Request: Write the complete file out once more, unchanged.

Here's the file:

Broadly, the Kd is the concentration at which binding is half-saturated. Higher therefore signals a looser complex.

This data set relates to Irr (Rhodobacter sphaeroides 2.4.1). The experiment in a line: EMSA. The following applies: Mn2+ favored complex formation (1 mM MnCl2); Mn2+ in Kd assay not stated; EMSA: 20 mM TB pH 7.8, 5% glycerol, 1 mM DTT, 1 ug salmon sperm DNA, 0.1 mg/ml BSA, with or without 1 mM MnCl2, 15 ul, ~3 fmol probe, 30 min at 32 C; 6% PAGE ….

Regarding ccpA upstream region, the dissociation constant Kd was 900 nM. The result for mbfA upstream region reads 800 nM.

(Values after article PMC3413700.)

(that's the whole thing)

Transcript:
Broadly, the Kd is the concentration at which binding is half-saturated. Higher therefore signals a looser complex.

This data set relates to Irr (Rhodobacter sphaeroides 2.4.1). The experiment in a line: EMSA. The following applies: Mn2+ favored complex formation (1 mM MnCl2); Mn2+ in Kd assay not stated; EMSA: 20 mM TB pH 7.8, 5% glycerol, 1 mM DTT, 1 ug salmon sperm DNA, 0.1 mg/ml BSA, with or without 1 mM MnCl2, 15 ul, ~3 fmol probe, 30 min at 32 C; 6% PAGE ….

Regarding ccpA upstream region, the dissociation constant Kd was 900 nM. The result for mbfA upstream region reads 800 nM.

(Values after article PMC3413700.)